A class project: How one teacher and his students have organized local political debates since 1984
As another local General Election approaches, St. Joseph’s Collegiate Institute was the host of a debate between Erie County Executive candidates, incumbent Mark Poloncarz, who is a Democrat, and Chrissy Casilio, who is a Republican.
Talking points from Thursday's debate made local news, including at WBFO. But behind the headlines, there’s the story of the debate itself.
Candidates for local elected positions have battled it out at St. Joseph's Collegiate Institute, known locally as "St. Joe's," since 1984. Each time, the debates have been moderated and led by AP Government teacher, Ted Lina, and produced by students in the class.
WBFO reporter Holly Kirkpatrick spoke with Mr. Lina after the debate to learn more. Listen to their conversation by pressing the 'Listen' button, or read the transcript, below:
WBFO: So tell me a little bit about this event and your involvement with it.
Mr. Lina: Well, I started this, as I stated during the debate, in October of 1984, and the reason for that was many years ago, I ran for public office myself. And as a UB grad and a political science major, I realized how little I knew, actually, about the political process itself. So I wanted my students to become more involved outside of the textbook, and have an opportunity to engage in debates of this sorts, and to research the questions and have an opportunity to ask these questions to candidates running locally.
WBFO: And you've been doing this, you've been moderating, every year for 39 years, is that right?
Mr. Lina: We missed one or two elections if there wasn't anything worth covering. But I did start 39 years ago, and next year will be our 40th year of doing the debates here at St. Joe's, God willing.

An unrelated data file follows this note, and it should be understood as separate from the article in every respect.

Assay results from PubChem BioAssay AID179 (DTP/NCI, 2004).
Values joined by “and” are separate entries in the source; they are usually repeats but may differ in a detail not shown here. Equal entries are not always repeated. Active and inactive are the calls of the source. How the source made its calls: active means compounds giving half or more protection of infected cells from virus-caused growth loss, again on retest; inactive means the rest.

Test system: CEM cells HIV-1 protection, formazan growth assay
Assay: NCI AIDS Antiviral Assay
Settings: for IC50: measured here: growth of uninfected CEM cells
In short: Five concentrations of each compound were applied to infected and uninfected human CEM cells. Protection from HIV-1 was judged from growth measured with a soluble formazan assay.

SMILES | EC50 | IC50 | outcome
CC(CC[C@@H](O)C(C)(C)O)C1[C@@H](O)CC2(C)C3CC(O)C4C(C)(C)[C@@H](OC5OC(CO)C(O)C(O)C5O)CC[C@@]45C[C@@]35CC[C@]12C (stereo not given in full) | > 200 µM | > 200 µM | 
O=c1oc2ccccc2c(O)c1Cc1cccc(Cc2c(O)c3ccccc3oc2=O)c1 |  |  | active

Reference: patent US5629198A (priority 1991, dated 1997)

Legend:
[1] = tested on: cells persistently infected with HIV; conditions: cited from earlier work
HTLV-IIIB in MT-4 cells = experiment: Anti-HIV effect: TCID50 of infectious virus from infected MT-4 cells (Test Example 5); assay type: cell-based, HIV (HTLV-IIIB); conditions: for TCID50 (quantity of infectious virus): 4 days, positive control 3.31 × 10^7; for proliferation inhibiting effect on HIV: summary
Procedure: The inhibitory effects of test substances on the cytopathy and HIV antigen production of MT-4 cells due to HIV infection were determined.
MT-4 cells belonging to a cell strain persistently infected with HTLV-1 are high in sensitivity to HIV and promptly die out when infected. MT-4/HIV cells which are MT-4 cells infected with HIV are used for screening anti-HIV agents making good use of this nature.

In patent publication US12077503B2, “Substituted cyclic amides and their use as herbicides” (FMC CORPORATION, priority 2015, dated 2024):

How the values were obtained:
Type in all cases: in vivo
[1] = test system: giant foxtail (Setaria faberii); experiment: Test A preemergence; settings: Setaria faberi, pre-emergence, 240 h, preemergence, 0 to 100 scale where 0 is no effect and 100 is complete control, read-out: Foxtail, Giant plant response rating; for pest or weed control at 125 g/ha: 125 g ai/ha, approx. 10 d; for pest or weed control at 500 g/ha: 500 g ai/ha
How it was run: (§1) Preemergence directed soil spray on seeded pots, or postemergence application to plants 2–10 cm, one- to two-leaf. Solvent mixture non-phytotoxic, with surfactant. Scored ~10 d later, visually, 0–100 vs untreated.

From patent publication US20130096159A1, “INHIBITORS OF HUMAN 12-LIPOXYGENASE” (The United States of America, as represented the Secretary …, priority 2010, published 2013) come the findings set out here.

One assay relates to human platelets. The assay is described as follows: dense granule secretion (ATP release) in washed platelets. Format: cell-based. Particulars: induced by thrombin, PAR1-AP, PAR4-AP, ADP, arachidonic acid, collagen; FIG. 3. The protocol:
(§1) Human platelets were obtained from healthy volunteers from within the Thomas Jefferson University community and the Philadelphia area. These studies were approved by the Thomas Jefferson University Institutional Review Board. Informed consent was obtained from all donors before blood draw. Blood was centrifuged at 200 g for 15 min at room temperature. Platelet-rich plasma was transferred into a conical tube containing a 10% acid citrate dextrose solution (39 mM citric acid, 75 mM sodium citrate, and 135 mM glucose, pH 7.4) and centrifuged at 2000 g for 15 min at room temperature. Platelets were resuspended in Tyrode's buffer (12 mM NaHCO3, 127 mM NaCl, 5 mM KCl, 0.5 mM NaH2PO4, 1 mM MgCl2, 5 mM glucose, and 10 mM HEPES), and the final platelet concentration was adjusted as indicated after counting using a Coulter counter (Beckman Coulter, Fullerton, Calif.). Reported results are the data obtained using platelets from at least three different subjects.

WBFO: And how long does it take you and your students to prepare for an event like this?
Mr. Lina: It takes us several weeks. Mr. McHale, History teacher in our department, we meet with the students, maybe five times. They put hours of research in and after we brainstorm, we start assigning topics to students. And once we have the topics then we get together as a group and we explain what's missing - we need to add more context or content to the question because this is a school, and we want the students to understand what we're asking and why we're asking it. And I think that's an asset for the general community, because I've had people outside of school - this shocks me - they say, 'You're the guy that does the debates, and we look forward to them.' That makes me feel wonderful.
WBFO: And how do you select the students that take part in the panel?
Mr. Lina: Well we use my AP class, though it's voluntary. We then try out for the panel and we give them a question to read. So we select the four best students in terms of are they loud enough? Are they a slow or fast talker? So on and so forth. And then the rest are given other roles like fact checkers, timekeepers and so on and so forth.
You can listen to the debate between Erie County Executive candidates Mark Poloncarz and Chrissy Casilio in full, as well as read WBFO's report on the event,here.
Early voting for the local General Elections starts Oct. 28, and Election Day is Nov. 7.